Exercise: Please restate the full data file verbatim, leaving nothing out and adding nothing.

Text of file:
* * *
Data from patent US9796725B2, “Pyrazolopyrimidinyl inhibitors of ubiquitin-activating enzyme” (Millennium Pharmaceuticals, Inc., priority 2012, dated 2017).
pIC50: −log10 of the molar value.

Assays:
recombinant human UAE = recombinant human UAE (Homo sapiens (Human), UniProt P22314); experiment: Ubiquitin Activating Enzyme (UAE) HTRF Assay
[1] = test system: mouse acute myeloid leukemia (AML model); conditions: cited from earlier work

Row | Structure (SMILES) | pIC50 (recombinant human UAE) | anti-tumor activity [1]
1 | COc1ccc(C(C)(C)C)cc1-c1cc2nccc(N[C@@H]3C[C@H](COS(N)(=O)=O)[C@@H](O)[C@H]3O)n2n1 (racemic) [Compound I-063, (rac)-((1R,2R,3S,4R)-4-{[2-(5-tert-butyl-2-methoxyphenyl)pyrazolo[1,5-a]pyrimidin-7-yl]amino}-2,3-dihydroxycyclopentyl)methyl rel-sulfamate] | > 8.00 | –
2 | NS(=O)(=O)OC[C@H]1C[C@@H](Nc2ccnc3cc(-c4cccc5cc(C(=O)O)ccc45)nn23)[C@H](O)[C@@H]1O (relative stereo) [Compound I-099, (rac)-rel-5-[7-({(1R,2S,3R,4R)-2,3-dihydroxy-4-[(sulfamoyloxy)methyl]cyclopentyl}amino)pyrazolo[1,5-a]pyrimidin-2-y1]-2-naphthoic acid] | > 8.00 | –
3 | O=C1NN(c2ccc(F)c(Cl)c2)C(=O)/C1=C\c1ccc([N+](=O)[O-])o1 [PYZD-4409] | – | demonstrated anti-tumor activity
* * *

Data from patent US9796725B2, “Pyrazolopyrimidinyl inhibitors of ubiquitin-activating enzyme” (Millennium Pharmaceuticals, Inc., priority 2012, dated 2017).
pIC50: −log10 of the molar value.

Assays:
recombinant human UAE = recombinant human UAE (Homo sapiens (Human), UniProt P22314); experiment: Ubiquitin Activating Enzyme (UAE) HTRF Assay
[1] = test system: mouse acute myeloid leukemia (AML model); conditions: cited from earlier work

Row | Structure (SMILES) | pIC50 (recombinant human UAE) | anti-tumor activity [1]
1 | COc1ccc(C(C)(C)C)cc1-c1cc2nccc(N[C@@H]3C[C@H](COS(N)(=O)=O)[C@@H](O)[C@H]3O)n2n1 (racemic) [Compound I-063, (rac)-((1R,2R,3S,4R)-4-{[2-(5-tert-butyl-2-methoxyphenyl)pyrazolo[1,5-a]pyrimidin-7-yl]amino}-2,3-dihydroxycyclopentyl)methyl rel-sulfamate] | > 8.00 | –
2 | NS(=O)(=O)OC[C@H]1C[C@@H](Nc2ccnc3cc(-c4cccc5cc(C(=O)O)ccc45)nn23)[C@H](O)[C@@H]1O (relative stereo) [Compound I-099, (rac)-rel-5-[7-({(1R,2S,3R,4R)-2,3-dihydroxy-4-[(sulfamoyloxy)methyl]cyclopentyl}amino)pyrazolo[1,5-a]pyrimidin-2-y1]-2-naphthoic acid] | > 8.00 | –
3 | O=C1NN(c2ccc(F)c(Cl)c2)C(=O)/C1=C\c1ccc([N+](=O)[O-])o1 [PYZD-4409] | – | demonstrated anti-tumor activity